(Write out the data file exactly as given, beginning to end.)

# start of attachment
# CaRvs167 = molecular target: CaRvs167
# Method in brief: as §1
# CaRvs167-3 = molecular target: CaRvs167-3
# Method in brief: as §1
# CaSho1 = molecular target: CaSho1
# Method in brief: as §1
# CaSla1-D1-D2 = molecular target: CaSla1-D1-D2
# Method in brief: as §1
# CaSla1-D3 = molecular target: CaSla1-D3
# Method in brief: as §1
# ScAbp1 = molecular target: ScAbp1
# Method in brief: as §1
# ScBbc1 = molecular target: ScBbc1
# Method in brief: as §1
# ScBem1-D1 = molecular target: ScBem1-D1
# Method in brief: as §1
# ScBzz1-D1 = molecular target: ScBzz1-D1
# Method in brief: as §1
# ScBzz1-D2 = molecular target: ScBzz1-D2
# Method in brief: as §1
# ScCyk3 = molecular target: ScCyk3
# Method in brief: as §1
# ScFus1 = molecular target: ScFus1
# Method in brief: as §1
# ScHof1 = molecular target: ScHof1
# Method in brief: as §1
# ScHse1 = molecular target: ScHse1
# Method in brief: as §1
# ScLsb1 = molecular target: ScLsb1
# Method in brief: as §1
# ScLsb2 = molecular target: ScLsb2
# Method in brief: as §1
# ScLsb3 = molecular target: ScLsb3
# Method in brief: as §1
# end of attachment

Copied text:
# CaRvs167 = molecular target: CaRvs167
# Method in brief: as §1
# CaRvs167-3 = molecular target: CaRvs167-3
# Method in brief: as §1
# CaSho1 = molecular target: CaSho1
# Method in brief: as §1
# CaSla1-D1-D2 = molecular target: CaSla1-D1-D2
# Method in brief: as §1
# CaSla1-D3 = molecular target: CaSla1-D3
# Method in brief: as §1
# ScAbp1 = molecular target: ScAbp1
# Method in brief: as §1
# ScBbc1 = molecular target: ScBbc1
# Method in brief: as §1
# ScBem1-D1 = molecular target: ScBem1-D1
# Method in brief: as §1
# ScBzz1-D1 = molecular target: ScBzz1-D1
# Method in brief: as §1
# ScBzz1-D2 = molecular target: ScBzz1-D2
# Method in brief: as §1
# ScCyk3 = molecular target: ScCyk3
# Method in brief: as §1
# ScFus1 = molecular target: ScFus1
# Method in brief: as §1
# ScHof1 = molecular target: ScHof1
# Method in brief: as §1
# ScHse1 = molecular target: ScHse1
# Method in brief: as §1
# ScLsb1 = molecular target: ScLsb1
# Method in brief: as §1
# ScLsb2 = molecular target: ScLsb2
# Method in brief: as §1
# ScLsb3 = molecular target: ScLsb3
# Method in brief: as §1